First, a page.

By: Tony Case
Newspeople and academics agree that much of the
misunderstanding separating news professionals and
journalism educators can be overcome by simple conversation sp.
SAN JOSE MERCURY News managing editor Jerry Ceppos wasn’t aware the journalism department at a community college near where he lives was in danger of being shut down ? until he attended a conference about 200 miles away.
They should have hollered for help, he said.
Lack of communication is but one reason for the canyon of misunderstanding separating news professionals and journalism educators, Ceppos suggested last month during a meeting of newspeople and academics at the Society of Professional Journalists convention in Nashville.
Given the urgent need for discourse, the editor was surprised to learn recently that less than half of the journalism programs at U.S. institutions of higher learning seek the counsel of their area news organizations and journalism groups.
“I can’t imagine why anybody would avoid a structured conversation between professionals and educators once a year, twice a year,” he said.
So many journalism programs in California, and elsewhere, are fighting to stay afloat, and free-speech battles on college campuses have become epidemic.
In response, the California Society of Newspaper Editors, of which Ceppos is president, has formed a journalism education advisory board to encourage educators whose j-schools are under siege to speak up.
Judy VanSlyke Turk, dean of the University of South Carolina College of Journalism and Mass Communication and president of the Association for Education in Journalism and Mass Communication, told SPJ conferees, “If there ever were a time for us to put aside our differences and discover what we do, indeed, have in common ? which, I think, is a belief that there is some value in journalism education ? this is the time. The survival of some of our better programs is being threatened.”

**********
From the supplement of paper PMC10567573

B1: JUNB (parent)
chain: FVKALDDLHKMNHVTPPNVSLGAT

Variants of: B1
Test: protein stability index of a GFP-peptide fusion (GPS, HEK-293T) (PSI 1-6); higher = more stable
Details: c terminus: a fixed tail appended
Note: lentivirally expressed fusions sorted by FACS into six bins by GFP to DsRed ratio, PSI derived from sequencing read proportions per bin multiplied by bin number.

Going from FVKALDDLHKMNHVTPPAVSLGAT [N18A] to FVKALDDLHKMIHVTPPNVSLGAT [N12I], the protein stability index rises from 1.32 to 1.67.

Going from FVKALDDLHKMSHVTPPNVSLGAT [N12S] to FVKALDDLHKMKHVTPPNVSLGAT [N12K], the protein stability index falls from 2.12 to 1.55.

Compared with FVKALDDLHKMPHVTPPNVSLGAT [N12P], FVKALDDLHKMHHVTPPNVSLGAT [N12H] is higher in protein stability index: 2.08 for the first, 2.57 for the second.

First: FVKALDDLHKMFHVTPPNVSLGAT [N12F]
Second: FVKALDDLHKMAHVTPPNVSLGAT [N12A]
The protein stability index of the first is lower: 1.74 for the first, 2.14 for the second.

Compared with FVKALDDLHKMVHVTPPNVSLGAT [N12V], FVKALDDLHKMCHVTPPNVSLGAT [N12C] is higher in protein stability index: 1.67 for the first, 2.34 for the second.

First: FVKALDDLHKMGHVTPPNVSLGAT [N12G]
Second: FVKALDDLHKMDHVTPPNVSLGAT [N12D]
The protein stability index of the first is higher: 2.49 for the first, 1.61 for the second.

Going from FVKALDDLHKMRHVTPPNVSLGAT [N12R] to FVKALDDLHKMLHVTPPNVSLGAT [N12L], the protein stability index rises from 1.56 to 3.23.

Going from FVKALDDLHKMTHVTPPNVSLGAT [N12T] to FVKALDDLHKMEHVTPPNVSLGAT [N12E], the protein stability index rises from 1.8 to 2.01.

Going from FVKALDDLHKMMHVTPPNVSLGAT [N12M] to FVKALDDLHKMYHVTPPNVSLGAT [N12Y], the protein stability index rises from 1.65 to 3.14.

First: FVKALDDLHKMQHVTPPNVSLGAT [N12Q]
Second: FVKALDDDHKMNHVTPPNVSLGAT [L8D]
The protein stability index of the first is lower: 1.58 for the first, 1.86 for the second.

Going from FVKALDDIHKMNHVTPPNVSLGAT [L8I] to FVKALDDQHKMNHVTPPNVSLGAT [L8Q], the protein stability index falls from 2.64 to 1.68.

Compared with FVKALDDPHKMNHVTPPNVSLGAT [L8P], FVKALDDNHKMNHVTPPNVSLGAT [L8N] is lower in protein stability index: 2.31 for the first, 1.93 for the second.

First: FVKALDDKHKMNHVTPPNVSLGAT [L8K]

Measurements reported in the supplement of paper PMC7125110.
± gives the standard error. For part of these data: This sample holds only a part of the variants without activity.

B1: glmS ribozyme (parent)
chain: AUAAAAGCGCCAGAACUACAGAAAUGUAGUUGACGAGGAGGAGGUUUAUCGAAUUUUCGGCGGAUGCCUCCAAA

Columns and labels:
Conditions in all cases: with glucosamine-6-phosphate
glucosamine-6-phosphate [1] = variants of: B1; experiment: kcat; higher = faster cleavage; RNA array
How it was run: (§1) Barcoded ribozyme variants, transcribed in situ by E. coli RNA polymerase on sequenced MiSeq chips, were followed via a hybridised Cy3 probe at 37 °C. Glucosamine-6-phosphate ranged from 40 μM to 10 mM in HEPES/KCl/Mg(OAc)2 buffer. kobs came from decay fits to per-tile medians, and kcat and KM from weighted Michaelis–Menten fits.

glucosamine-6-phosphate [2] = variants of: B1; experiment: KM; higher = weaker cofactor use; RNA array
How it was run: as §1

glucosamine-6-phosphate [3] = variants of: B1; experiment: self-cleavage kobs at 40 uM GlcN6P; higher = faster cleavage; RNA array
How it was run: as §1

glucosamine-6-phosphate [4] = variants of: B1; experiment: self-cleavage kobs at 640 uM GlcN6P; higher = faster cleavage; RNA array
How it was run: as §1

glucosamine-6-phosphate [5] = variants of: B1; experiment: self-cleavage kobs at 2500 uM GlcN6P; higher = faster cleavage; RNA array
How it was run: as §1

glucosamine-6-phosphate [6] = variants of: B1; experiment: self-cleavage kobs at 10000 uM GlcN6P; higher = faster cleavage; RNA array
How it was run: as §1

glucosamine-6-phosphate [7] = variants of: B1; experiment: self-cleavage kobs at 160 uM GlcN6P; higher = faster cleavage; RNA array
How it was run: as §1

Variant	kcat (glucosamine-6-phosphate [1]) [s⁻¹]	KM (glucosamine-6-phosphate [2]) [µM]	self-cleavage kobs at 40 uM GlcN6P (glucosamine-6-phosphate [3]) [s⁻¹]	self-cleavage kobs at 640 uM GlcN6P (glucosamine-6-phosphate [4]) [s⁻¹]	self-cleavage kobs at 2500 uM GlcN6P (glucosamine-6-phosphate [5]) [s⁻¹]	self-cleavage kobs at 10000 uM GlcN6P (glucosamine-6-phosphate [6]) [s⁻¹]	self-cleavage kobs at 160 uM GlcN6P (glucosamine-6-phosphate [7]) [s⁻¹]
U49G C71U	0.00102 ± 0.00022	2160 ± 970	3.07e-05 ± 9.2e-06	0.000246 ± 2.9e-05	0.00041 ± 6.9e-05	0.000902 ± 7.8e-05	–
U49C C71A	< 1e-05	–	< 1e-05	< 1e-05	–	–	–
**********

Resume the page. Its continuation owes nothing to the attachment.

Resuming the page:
But many editors question the usefulness of j-schools ? a bias those teaching tomorrow’s newspeople must try to change, USA Weekend editor Marcia Bullard maintained.
“If journalism schools are to continue, and I think there is a great place for them, then I think the journalism educators are going to have to work to convince the industry that [they] can provide the kind of training and thinking skills that newspapers and the media can use,” said Bullard, who chairs the journalism education committee of Associated Press Managing Editors.
Willard “Wick” Rowland Jr., dean of the University of Colorado School of Journalism and Mass Communication and president of the Association of Schools of Journalism and Mass Communication, spoke of a longtime “cultural prejudice” against j-schools on college campuses.
Journalism, advertising and public relations programs were considered beneath contempt, he recalled, “less of a majesty” than such areas of academic pursuit as the arts, the languages and history. But those who teach the more venerable subjects eventually came, in the electronic age, to view the study of media and communication as valid.
Ceppos urged journalism teachers never to view themselves as the unwanted stepchildren of academia.
“Educators and professionals can’t talk about alliances unless educators are proud of journalism, proud teaching it, and proud of newspapers,” he said. “We can’t talk about alliances if educators think newspapers are dead, or if they’re ashamed of their status on campus.”
Journalism students today are being prepared to travel the so-called information superhighway, but Ceppos reminded professors their main responsibility is teaching the traditional methods of gathering and analyzing information.
The Mercury News has about 350 full-timers in its news department, he noted. Mercury Center, the paper’s on-line, facsimile and audiotex service, employs 14 full-time people, only half of them of journalists.
“That’s because gathering the information is a lot more important than figuring out how to adapt it to an on-line service,” he said.
“If I were an educator, I wouldn’t worry about means of delivery; we can’t predict what it’s going to be, and it doesn’t matter. I would teach students how to gather the information, how to analyze it and how to present it in an understandable way. Those skills will be important regardless of the method of transmission.”
Editors who belong to APME, of which Ceppos is a board member, were asked in a survey a couple of years ago how j-schools can better prepare future journalists for their first newsroom jobs. A majority of respondents said educators need to teach their students to think analytically.
“If you talk to any editor,” USA Weekend’s Bullard said, “the ability to put together the pieces of a story, to see beyond the obvious, to have a broad base of knowledge from which to draw your information . . . is crucial.”